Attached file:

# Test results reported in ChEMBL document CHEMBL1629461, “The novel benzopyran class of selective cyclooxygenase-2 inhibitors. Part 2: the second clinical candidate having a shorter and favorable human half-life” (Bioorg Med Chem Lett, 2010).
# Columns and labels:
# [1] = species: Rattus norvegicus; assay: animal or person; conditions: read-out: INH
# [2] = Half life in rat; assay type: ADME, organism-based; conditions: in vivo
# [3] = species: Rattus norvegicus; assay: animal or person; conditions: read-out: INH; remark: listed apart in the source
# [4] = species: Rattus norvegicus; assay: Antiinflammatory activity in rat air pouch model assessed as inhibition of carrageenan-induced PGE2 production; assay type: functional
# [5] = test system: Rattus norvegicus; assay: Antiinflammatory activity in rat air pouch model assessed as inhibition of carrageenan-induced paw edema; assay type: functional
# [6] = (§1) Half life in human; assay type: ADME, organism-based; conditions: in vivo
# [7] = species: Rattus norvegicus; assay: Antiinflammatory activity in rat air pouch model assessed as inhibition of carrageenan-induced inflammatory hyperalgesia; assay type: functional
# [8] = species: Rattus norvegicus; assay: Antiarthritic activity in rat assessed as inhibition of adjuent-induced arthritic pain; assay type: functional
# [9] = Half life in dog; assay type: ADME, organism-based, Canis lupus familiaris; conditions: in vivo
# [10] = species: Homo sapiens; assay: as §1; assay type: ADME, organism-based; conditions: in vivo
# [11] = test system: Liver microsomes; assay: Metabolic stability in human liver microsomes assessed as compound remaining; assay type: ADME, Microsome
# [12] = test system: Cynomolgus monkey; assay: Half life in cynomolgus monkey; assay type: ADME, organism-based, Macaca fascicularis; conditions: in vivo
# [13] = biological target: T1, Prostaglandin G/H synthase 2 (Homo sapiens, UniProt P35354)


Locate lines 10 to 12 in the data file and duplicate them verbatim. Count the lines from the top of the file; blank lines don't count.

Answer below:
# [8] = species: Rattus norvegicus; assay: Antiarthritic activity in rat assessed as inhibition of adjuent-induced arthritic pain; assay type: functional
# [9] = Half life in dog; assay type: ADME, organism-based, Canis lupus familiaris; conditions: in vivo
# [10] = species: Homo sapiens; assay: as §1; assay type: ADME, organism-based; conditions: in vivo